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Ballet cliches: what are the ballet ideas and imagesthat make you wince?


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#16 FauxPas

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Posted 06 June 2008 - 10:33 AM

Well, I think we have all seen a bunch of pas de deux's where the man throws the woman around, hoists her over his head, drags her on the floor and twists her around in pretzel shapes to show that love is war, or the eternal battle of the sexes or that men are pigs even when they are wearing tights and have nice butts... or something... :smilie_mondieu:

#17 Alexandra

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Posted 06 June 2008 - 11:19 AM

Ah, the Pretzel Girl pas de deux, staple of our age :)

#18 bart

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Posted 06 June 2008 - 11:26 AM

Well, the dancers can't exactly saunter back onstage with a bored expression when all our lives we've been told how lucky we are and how grateful we ought to be for every penny and tiny crumb or encouraging glance that happens to be tossed in our general direction. :)

Hans (and earlier), I guess I should be been more careful in writing this complaint. It's not really the bows, it's the effect they have on breaking up -- and killing the pacing of -- the pas de deux. I prefer NYCB's discipline in these matters.

Full-cyc projections. I mean, when there's a movie on with 40-foot tall people, who watches the dancers?

I haven't seen 40-foot people yet. But recently, I did seen misty, pseudo-romantic images of flowers and limpid ponds. And raindrdops: "Drip. Drip. Drip" -- no sound, but the movement was totally out of synch with anything in the music. Unfortunately, such design ideas also come with awful choreography, so one's pain is doubled. That's when I close my eyes and think of Higher Things.

Can anyone imagine video projections, however, that would actually enhance the choreography? I can't think of any offhand, but I know I've seen a few that seemed to work. Or am I thinking of still photographs?.

Well, I think we have all seen a bunch of pas de deux's where the man throws the woman around, hoists her over his head, drags her on the floor and twists her around in pretzel shapes to show that love is war, or the eternal battle of the sexes or that men are pigs even when they are wearing tights and have nice butts... or something... :wink:

FauxPas, I can imagine the U.S. Tour -- a couple of young studs with attitude -- "Pigs in Tights." Interviews would with the boys would all focus on just how manly, athletic, and un-sissy dancing can be. For example: "You get to man-handle all those hot chicks. They love it. The audience loves it. WE love it."

You've just given today's choreographers LOTS of good ideas :) Just imagine all of these -- or even 10 of these -- in the same work!

Just don't tell Bejart!

#19 Ray

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Posted 06 June 2008 - 12:19 PM

Full-cyc projections. I mean, when there's a movie on with 40-foot tall people, who watches the dancers?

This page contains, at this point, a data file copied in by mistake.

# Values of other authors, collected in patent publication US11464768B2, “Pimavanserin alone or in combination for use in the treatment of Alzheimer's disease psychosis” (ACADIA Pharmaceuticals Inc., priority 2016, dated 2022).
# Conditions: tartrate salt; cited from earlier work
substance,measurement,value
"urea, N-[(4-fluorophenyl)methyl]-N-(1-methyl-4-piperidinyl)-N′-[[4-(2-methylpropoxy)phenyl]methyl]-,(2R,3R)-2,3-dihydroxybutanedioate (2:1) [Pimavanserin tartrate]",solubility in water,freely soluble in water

I haven't seen 40-foot people yet. But recently, I did seen misty, pseudo-romantic images of flowers and limpid ponds. And raindrdops: "Drip. Drip. Drip" -- no sound, but the movement was totally out of synch with anything in the music. Unfortunately, such design ideas also come with awful choreography, so one's pain is doubled. That's when I close my eyes and think of Higher Things.

Can anyone imagine video projections, however, that would actually enhance the choreography? I can't think of any offhand, but I know I've seen a few that seemed to work. Or am I thinking of still photographs?.


I never saw it, but how did the Robbins (?) piece w/the backdrop film of Fred and Ginger work in this regard?

#20 Marga

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Posted 06 June 2008 - 12:41 PM

Just don't tell Bejart!

If only we still could.... :)

#21 carbro

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Posted 06 June 2008 - 03:59 PM

I never saw it, but how did the Robbins (?) piece w/the backdrop film of Fred and Ginger work in this regard?

Not. The cast appears against the film clip only in the finale. As good as they are, do you want to watch 5'-6' tall NYCB dancers (in a genre in which they're not really comfortable or fluent) do the same steps as a 40-foot tall, illuminated Fred and Rita? The real-life dancers pretty much disappear in the finale, at least as seen from the upper rings of the theater.

#22 Farrell Fan

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Posted 07 June 2008 - 09:51 AM

I never saw it, but how did the Robbins (?) piece w/the backdrop film of Fred and Ginger work in this regard?

Not. The cast appears against the film clip only in the finale. As good as they are, do you want to watch 5'-6' tall NYCB dancers (in a genre in which they're not really comfortable or fluent) do the same steps as a 40-foot tall, illuminated Fred and Rita? The real-life dancers pretty much disappear in the finale, at least as seen from the upper rings of the theater.

The scene is a sort of homage to the film clip. Toward the end the NYCB dancers stop trying to compete with the image of Fred and Rita and pause in tribute to the action on the screen.

#23 Farrell Fan

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Posted 07 June 2008 - 10:02 AM

There are good cliches and bad cliches. Having recently revisited the ABT "Swan Lake," I submit the May Pole dance (which I like).

#24 bart

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Posted 07 June 2008 - 11:38 AM

The scene is a sort of homage to the film clip. Toward the end the NYCB dancers stop trying to compete with the image of Fred and Rita and pause in tribute to the action on the screen.

Now that's an idea I really like. It's subtle on number of levels.

I've never seen this ballet. Farrellfan, how is the transition accomplished? Do they seem to be aware that they can't really compete and that they are, in a sense, surrendering?